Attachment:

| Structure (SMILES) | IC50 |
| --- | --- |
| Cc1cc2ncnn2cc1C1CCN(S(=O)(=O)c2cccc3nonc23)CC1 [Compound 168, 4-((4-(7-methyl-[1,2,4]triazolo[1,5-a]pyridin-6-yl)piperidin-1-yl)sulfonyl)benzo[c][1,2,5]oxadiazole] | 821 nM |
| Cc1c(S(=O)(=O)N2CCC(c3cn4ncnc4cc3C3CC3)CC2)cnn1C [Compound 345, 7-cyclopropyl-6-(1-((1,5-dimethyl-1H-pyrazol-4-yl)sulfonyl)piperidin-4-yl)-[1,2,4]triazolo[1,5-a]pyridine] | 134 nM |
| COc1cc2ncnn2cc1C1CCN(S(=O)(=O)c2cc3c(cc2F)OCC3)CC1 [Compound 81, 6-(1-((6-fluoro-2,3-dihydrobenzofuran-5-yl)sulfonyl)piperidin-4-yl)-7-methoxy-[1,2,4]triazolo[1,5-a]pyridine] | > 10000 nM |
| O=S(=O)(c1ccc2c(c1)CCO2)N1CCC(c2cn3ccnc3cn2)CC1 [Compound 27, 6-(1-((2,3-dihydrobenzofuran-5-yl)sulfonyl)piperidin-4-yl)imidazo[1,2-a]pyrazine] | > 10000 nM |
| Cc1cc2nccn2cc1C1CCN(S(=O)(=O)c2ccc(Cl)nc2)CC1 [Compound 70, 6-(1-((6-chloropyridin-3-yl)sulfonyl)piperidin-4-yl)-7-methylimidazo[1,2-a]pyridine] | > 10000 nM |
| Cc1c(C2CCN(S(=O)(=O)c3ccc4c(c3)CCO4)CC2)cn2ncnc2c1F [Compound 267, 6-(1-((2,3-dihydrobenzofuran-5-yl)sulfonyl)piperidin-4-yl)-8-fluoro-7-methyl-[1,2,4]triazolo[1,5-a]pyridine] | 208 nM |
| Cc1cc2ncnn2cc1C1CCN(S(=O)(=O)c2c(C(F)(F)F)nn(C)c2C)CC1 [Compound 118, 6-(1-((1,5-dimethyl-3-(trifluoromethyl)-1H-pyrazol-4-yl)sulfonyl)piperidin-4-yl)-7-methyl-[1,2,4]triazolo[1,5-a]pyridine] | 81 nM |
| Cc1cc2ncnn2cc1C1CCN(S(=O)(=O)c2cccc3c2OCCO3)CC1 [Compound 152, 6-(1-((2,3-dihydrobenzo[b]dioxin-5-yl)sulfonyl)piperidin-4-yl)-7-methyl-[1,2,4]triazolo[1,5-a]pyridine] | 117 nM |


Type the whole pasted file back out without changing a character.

| Structure (SMILES) | IC50 |
| --- | --- |
| Cc1cc2ncnn2cc1C1CCN(S(=O)(=O)c2cccc3nonc23)CC1 [Compound 168, 4-((4-(7-methyl-[1,2,4]triazolo[1,5-a]pyridin-6-yl)piperidin-1-yl)sulfonyl)benzo[c][1,2,5]oxadiazole] | 821 nM |
| Cc1c(S(=O)(=O)N2CCC(c3cn4ncnc4cc3C3CC3)CC2)cnn1C [Compound 345, 7-cyclopropyl-6-(1-((1,5-dimethyl-1H-pyrazol-4-yl)sulfonyl)piperidin-4-yl)-[1,2,4]triazolo[1,5-a]pyridine] | 134 nM |
| COc1cc2ncnn2cc1C1CCN(S(=O)(=O)c2cc3c(cc2F)OCC3)CC1 [Compound 81, 6-(1-((6-fluoro-2,3-dihydrobenzofuran-5-yl)sulfonyl)piperidin-4-yl)-7-methoxy-[1,2,4]triazolo[1,5-a]pyridine] | > 10000 nM |
| O=S(=O)(c1ccc2c(c1)CCO2)N1CCC(c2cn3ccnc3cn2)CC1 [Compound 27, 6-(1-((2,3-dihydrobenzofuran-5-yl)sulfonyl)piperidin-4-yl)imidazo[1,2-a]pyrazine] | > 10000 nM |
| Cc1cc2nccn2cc1C1CCN(S(=O)(=O)c2ccc(Cl)nc2)CC1 [Compound 70, 6-(1-((6-chloropyridin-3-yl)sulfonyl)piperidin-4-yl)-7-methylimidazo[1,2-a]pyridine] | > 10000 nM |
| Cc1c(C2CCN(S(=O)(=O)c3ccc4c(c3)CCO4)CC2)cn2ncnc2c1F [Compound 267, 6-(1-((2,3-dihydrobenzofuran-5-yl)sulfonyl)piperidin-4-yl)-8-fluoro-7-methyl-[1,2,4]triazolo[1,5-a]pyridine] | 208 nM |
| Cc1cc2ncnn2cc1C1CCN(S(=O)(=O)c2c(C(F)(F)F)nn(C)c2C)CC1 [Compound 118, 6-(1-((1,5-dimethyl-3-(trifluoromethyl)-1H-pyrazol-4-yl)sulfonyl)piperidin-4-yl)-7-methyl-[1,2,4]triazolo[1,5-a]pyridine] | 81 nM |
| Cc1cc2ncnn2cc1C1CCN(S(=O)(=O)c2cccc3c2OCCO3)CC1 [Compound 152, 6-(1-((2,3-dihydrobenzo[b]dioxin-5-yl)sulfonyl)piperidin-4-yl)-7-methyl-[1,2,4]triazolo[1,5-a]pyridine] | 117 nM |